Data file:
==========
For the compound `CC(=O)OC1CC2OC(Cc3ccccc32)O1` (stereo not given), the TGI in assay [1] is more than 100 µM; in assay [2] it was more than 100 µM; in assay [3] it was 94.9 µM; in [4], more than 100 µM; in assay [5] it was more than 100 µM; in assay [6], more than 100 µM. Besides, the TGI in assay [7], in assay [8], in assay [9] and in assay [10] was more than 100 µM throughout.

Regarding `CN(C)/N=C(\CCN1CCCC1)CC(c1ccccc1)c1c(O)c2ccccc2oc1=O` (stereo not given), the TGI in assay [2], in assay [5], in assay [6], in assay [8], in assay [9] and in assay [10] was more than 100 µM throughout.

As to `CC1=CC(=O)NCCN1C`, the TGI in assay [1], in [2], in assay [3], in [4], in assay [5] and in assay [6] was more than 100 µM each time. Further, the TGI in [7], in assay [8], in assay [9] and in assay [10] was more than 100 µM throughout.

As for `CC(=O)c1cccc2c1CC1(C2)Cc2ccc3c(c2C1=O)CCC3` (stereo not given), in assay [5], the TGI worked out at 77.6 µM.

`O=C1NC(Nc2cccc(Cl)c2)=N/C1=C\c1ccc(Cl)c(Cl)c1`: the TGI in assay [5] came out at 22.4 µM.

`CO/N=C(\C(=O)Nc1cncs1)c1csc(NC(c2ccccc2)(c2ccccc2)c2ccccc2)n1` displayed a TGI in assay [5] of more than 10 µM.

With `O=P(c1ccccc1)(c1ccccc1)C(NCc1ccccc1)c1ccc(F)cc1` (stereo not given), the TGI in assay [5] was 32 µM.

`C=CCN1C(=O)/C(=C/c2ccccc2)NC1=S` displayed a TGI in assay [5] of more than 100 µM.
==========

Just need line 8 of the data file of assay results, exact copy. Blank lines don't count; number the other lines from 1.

`C=CCN1C(=O)/C(=C/c2ccccc2)NC1=S` displayed a TGI in assay [5] of more than 100 µM.